"Sit there, Miss O'Hara, please," said Mrs. Freeman. She tried to suppress a smile, which was difficult. "Girls," she said, addressing the fifth and sixth forms, "girls, this young lady is your new schoolfellow—her name is Bridget O'Hara. I meant to introduce her to you formally to-morrow, but she has taken the matter into her own hands. I am glad you are not tired, Miss O'Hara, for you have had a very long journey."There was a spirit that shone out of those gray eyes, and lent sweetness to that mouth, which was in itself so beautiful that it radiated all over Evelyn, and gave her that strong fascination which those who are striving heavenward ever possess.
"The precious love, how nicely she talks, and how I love her gentle, refined words. But, darling, I'm not going to bed, for I'm not tired."
A loud booming sound filled the air."Yes, my dear, what is it?"With each fresh study Bridget showed the queer[Pg 36] vagaries of a really clever mind run more or less to seed. She did everything in a dramatic, excitable style—she was all on wires, scarcely ever still, laughing one moment, weeping the next; the school had never known such a time as it underwent during the first week of her residence among them."I don't think I shall like school," she said, "but I'll do anything you wish me to do, dearest Dorothy."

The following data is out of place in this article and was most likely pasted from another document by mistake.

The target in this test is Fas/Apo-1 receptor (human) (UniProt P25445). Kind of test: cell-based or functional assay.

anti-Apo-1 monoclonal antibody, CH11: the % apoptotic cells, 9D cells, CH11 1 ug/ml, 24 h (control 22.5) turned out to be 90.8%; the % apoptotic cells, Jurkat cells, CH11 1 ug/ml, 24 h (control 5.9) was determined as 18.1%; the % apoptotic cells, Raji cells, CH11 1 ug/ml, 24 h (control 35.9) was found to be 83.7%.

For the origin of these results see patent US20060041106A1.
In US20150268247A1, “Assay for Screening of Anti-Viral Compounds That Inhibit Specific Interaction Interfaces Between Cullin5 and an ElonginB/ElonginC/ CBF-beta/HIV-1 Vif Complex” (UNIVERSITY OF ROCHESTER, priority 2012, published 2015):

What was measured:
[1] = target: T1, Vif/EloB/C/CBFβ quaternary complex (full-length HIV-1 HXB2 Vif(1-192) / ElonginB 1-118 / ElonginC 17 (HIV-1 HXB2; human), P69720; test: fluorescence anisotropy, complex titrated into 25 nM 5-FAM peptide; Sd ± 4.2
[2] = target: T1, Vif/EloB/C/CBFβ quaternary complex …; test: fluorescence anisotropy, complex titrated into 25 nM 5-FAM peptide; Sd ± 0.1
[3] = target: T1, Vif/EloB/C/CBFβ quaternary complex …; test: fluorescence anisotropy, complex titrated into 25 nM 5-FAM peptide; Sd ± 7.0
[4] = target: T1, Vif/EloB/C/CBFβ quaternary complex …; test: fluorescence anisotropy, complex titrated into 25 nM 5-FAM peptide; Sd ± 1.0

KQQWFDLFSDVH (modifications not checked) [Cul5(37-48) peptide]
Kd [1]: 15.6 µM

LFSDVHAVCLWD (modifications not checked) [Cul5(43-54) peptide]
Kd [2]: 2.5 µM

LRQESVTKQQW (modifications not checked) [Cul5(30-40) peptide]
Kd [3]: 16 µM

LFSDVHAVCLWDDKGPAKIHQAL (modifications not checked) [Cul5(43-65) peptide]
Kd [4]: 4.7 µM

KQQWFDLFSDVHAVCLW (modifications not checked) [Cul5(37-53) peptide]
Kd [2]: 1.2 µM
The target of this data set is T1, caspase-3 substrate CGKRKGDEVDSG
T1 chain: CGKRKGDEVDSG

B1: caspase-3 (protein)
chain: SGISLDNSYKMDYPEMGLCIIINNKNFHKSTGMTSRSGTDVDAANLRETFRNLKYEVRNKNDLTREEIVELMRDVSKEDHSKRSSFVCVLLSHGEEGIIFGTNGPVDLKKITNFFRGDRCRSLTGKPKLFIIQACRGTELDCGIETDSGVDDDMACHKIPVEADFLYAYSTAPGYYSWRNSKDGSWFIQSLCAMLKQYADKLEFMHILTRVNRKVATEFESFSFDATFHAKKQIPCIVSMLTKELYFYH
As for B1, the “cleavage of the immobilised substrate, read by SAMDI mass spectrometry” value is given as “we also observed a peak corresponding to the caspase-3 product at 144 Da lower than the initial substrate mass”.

The child's words were almost incoherent. Alice, who was not quite so excitable, began to pour out a queer story.
"Good gracious, why, that's weeks off! I can't live without flowers for weeks! Look here, Mrs. Freeman; is there not to be an exception made for me? Papa said, when I was coming here, that my happiness was to be the first thing considered. Don't you agree with him? Don't you wish me to be very, very happy?"
"Oh, good gra——! I mean, mercy Moses!"
"I can't help it, my dear; I'm honest, whatever I am."